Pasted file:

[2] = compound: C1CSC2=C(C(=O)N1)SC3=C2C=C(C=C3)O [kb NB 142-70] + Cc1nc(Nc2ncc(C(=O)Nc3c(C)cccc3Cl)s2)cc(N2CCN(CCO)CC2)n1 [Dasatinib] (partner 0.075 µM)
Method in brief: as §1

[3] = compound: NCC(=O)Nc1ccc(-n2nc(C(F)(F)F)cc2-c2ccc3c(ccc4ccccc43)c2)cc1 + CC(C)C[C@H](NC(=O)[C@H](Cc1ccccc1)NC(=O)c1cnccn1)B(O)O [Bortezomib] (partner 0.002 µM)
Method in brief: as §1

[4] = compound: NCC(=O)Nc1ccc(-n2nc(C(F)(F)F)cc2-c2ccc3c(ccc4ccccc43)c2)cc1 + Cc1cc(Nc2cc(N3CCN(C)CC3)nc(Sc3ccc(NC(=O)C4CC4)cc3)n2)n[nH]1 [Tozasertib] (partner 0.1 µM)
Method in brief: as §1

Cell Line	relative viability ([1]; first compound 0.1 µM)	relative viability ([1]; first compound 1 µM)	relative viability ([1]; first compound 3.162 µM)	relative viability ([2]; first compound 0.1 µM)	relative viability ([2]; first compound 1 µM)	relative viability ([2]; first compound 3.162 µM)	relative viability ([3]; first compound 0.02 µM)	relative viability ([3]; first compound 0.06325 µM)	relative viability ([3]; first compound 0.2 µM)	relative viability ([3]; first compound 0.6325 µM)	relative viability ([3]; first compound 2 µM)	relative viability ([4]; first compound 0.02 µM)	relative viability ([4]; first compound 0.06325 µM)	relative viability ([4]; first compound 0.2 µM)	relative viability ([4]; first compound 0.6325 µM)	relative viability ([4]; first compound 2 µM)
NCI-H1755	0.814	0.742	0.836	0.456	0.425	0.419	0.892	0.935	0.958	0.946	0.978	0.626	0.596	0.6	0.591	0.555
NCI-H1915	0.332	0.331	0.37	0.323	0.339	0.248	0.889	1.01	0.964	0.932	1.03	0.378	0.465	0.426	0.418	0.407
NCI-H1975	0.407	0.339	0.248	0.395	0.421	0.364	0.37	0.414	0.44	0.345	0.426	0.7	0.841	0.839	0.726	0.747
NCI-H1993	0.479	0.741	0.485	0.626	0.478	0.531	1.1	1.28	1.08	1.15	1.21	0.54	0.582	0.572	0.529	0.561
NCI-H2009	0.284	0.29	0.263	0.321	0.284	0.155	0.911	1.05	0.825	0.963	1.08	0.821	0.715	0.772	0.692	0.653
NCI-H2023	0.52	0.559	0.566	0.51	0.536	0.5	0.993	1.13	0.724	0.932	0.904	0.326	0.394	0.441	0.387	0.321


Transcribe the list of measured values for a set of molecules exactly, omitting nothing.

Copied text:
[2] = compound: C1CSC2=C(C(=O)N1)SC3=C2C=C(C=C3)O [kb NB 142-70] + Cc1nc(Nc2ncc(C(=O)Nc3c(C)cccc3Cl)s2)cc(N2CCN(CCO)CC2)n1 [Dasatinib] (partner 0.075 µM)
Method in brief: as §1

[3] = compound: NCC(=O)Nc1ccc(-n2nc(C(F)(F)F)cc2-c2ccc3c(ccc4ccccc43)c2)cc1 + CC(C)C[C@H](NC(=O)[C@H](Cc1ccccc1)NC(=O)c1cnccn1)B(O)O [Bortezomib] (partner 0.002 µM)
Method in brief: as §1

[4] = compound: NCC(=O)Nc1ccc(-n2nc(C(F)(F)F)cc2-c2ccc3c(ccc4ccccc43)c2)cc1 + Cc1cc(Nc2cc(N3CCN(C)CC3)nc(Sc3ccc(NC(=O)C4CC4)cc3)n2)n[nH]1 [Tozasertib] (partner 0.1 µM)
Method in brief: as §1

Cell Line	relative viability ([1]; first compound 0.1 µM)	relative viability ([1]; first compound 1 µM)	relative viability ([1]; first compound 3.162 µM)	relative viability ([2]; first compound 0.1 µM)	relative viability ([2]; first compound 1 µM)	relative viability ([2]; first compound 3.162 µM)	relative viability ([3]; first compound 0.02 µM)	relative viability ([3]; first compound 0.06325 µM)	relative viability ([3]; first compound 0.2 µM)	relative viability ([3]; first compound 0.6325 µM)	relative viability ([3]; first compound 2 µM)	relative viability ([4]; first compound 0.02 µM)	relative viability ([4]; first compound 0.06325 µM)	relative viability ([4]; first compound 0.2 µM)	relative viability ([4]; first compound 0.6325 µM)	relative viability ([4]; first compound 2 µM)
NCI-H1755	0.814	0.742	0.836	0.456	0.425	0.419	0.892	0.935	0.958	0.946	0.978	0.626	0.596	0.6	0.591	0.555
NCI-H1915	0.332	0.331	0.37	0.323	0.339	0.248	0.889	1.01	0.964	0.932	1.03	0.378	0.465	0.426	0.418	0.407
NCI-H1975	0.407	0.339	0.248	0.395	0.421	0.364	0.37	0.414	0.44	0.345	0.426	0.7	0.841	0.839	0.726	0.747
NCI-H1993	0.479	0.741	0.485	0.626	0.478	0.531	1.1	1.28	1.08	1.15	1.21	0.54	0.582	0.572	0.529	0.561
NCI-H2009	0.284	0.29	0.263	0.321	0.284	0.155	0.911	1.05	0.825	0.963	1.08	0.821	0.715	0.772	0.692	0.653
NCI-H2023	0.52	0.559	0.566	0.51	0.536	0.5	0.993	1.13	0.724	0.932	0.904	0.326	0.394	0.441	0.387	0.321